How Greenpeace plastic circularity report impacts beauty and personal care
The environmental action group released a report in October on claims of circularity in the plastics industry. The thesis of the report is that considering current access to recycling, recycling rates and the state of the plastic recycling industry, plastic circularity is far from achievable.
According to a similar Greenpeace report from 2020, plastic circularity is challenging to achieve because plastic collection, sorting and processing are not economically incentivized as the expansion of plastic production lowers the cost of virgin resin.
“That prediction has proven true as the U.S. plastic recycling rate has continued to decline,” the report read. “Since 2020, an even greater barrier to plastic recycling than poor economics has come into focus through scientific research and testing: the toxicity of recycled plastic.”
Mechanical and chemical recycling frequently fails
According to the report, mechanical and chemical recycling largely don’t work because plastic waste is:
Extremely difficult to collect
Virtually impossible to sort for recycling
Environmentally harmful to reprocess
Often made of and contaminated by toxic materials
Not economical to recycle
In CosmeticsDesign's previous coverage, Chris Layton, sustainability director for plastics and circular solutions at advanced plastic recycler Eastman, said it is a challenge for the company to source enough plastics for new cosmetics packaging.
"Only 9% of plastic was recycled globally in 201921 and only 5–6% of plastic waste was recycled in the U.S. in 2021."
-Greenpeace "Circular Claims Fall Flat Again" report
The challenges behind actually recycling plastic mean most waste put into a recycling bin ends up in landfills around the world, rePurpose Global CEO Svanika Balasubramanian told CosmeticsDesign in previous coverage.
According to Balasubramanian, rePurpose found that roughly 75% of plastic recycled in countries like the US, Canada, the UK and Ireland ends up in landfils in countries like India, Indonesia and Vietnam.
Evidence shows plastic waste poses toxicity dangers, particularly in underdeveloped and developing countries with poor waste management. One study by the charity organization Tearfund estimates that 400,000 to a million people die annually from poor waste management.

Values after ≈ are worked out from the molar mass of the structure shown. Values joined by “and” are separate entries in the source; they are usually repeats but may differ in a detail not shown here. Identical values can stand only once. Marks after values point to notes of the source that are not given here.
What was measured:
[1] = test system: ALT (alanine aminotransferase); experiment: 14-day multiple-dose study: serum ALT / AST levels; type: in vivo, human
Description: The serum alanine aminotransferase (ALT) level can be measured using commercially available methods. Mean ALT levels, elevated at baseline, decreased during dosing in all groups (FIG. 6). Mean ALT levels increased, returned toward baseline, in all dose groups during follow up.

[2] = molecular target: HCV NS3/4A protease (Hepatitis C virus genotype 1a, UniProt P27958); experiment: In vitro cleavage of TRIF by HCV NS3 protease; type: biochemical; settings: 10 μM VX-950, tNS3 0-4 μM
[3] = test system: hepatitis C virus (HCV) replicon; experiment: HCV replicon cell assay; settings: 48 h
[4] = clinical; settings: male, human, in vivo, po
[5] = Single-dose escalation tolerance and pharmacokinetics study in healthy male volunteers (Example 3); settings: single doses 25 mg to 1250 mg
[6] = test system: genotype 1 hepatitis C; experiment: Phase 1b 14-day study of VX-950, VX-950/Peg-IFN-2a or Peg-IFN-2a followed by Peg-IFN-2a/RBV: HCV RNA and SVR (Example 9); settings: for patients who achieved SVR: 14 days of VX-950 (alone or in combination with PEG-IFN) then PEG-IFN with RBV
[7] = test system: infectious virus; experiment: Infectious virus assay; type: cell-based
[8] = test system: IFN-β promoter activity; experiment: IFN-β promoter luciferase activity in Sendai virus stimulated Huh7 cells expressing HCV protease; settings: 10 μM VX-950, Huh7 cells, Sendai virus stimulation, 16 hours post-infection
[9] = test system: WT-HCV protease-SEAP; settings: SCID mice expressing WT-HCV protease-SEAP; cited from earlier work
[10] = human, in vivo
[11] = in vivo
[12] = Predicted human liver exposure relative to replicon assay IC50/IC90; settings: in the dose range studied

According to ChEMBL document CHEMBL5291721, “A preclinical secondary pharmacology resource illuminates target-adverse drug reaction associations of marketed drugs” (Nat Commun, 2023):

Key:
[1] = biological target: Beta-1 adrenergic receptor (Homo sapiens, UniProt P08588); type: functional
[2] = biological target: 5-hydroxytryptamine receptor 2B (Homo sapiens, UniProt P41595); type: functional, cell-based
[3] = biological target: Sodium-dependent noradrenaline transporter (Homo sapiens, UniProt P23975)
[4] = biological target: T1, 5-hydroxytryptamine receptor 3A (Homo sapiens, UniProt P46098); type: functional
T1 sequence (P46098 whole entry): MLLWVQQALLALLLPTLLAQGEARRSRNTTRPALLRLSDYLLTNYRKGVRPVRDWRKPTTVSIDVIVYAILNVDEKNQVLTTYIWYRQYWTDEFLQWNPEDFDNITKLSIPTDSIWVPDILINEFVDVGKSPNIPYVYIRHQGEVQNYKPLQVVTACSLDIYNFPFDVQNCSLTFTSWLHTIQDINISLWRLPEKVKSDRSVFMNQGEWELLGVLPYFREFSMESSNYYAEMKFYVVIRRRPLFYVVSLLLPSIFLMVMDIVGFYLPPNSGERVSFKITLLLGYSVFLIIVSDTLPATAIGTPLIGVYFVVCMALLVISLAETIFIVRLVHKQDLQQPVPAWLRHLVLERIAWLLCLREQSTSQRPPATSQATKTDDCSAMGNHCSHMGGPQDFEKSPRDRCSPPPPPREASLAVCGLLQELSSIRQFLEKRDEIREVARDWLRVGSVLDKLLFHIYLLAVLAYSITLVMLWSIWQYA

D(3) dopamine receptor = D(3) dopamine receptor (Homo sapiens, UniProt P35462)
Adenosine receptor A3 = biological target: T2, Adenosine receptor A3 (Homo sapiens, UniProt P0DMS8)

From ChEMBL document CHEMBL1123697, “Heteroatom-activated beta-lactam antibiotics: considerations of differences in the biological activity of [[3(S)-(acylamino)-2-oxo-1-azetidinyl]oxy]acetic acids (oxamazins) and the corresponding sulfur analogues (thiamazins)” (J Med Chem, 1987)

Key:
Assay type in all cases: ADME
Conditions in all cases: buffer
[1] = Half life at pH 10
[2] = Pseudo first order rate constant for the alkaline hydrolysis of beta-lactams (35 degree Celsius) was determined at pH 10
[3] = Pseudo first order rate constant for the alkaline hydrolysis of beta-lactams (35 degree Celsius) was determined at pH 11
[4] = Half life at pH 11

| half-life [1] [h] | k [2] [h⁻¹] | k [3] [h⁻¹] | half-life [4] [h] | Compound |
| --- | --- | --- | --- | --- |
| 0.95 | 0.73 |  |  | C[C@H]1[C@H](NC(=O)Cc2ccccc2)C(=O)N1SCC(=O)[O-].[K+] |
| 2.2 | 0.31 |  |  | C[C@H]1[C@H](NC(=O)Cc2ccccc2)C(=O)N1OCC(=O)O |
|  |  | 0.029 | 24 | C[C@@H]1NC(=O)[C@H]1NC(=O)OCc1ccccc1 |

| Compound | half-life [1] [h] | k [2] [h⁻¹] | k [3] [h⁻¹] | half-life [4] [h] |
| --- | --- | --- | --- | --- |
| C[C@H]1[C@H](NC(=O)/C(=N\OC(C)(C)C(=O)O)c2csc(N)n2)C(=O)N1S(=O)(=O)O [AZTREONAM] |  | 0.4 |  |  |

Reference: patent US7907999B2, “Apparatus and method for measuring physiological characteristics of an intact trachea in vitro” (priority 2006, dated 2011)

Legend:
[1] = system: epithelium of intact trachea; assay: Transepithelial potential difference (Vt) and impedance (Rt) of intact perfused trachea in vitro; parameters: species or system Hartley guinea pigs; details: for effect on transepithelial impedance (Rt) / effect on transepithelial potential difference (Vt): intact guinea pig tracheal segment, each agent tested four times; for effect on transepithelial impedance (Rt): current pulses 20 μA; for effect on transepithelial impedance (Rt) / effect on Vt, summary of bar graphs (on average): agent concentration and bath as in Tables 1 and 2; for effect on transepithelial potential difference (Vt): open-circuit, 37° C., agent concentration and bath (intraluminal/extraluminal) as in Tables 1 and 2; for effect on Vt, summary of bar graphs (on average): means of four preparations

Additionally, the Greenpeace report found PET and HDPE are the only types of plastic accepted at all recycling facilities in the US, but only 60% of the US population has access to municipal trash collection that accepts those plastic types.
All other plastic types have significantly lower municipal collection accessibility rates, with the highest being 29% and all others below 10% or not collectible at all.
Governments and industries need to address single-use plastic
The Greenpeace report said that, given the evidence that plastic recycling is not broadly effective, industries that presently rely on single-use plastics have to create other solutions.
“The failure of the concept of plastic recycling is finally becoming impossible for the companies and industry associations that promote it – and the nongovernmental organizations that they fund for this purpose – to ignore,” the report read.
Pact Collective told CosmeticsDesign in previous coverage that circularity in beauty will mean refillable, reusable and functionally recyclable packaging.
“The biggest hurdle isn’t just specific to beauty, but to all industries, and it is that our current economic model is linear: take-make-waste,” Pact said. “This model functions as if we do not have finite resources, which of course is not the case, and as a result, encourages overconsumption.”
Brands across personal care are trying refillable models, with some multinationals running pilot products and indie brands focusing on fully refillable lines.
Additionally, some states like California have enacted legislation that may eventually push brands to use more refillable or non-plastic packaging options, according to Ameripen.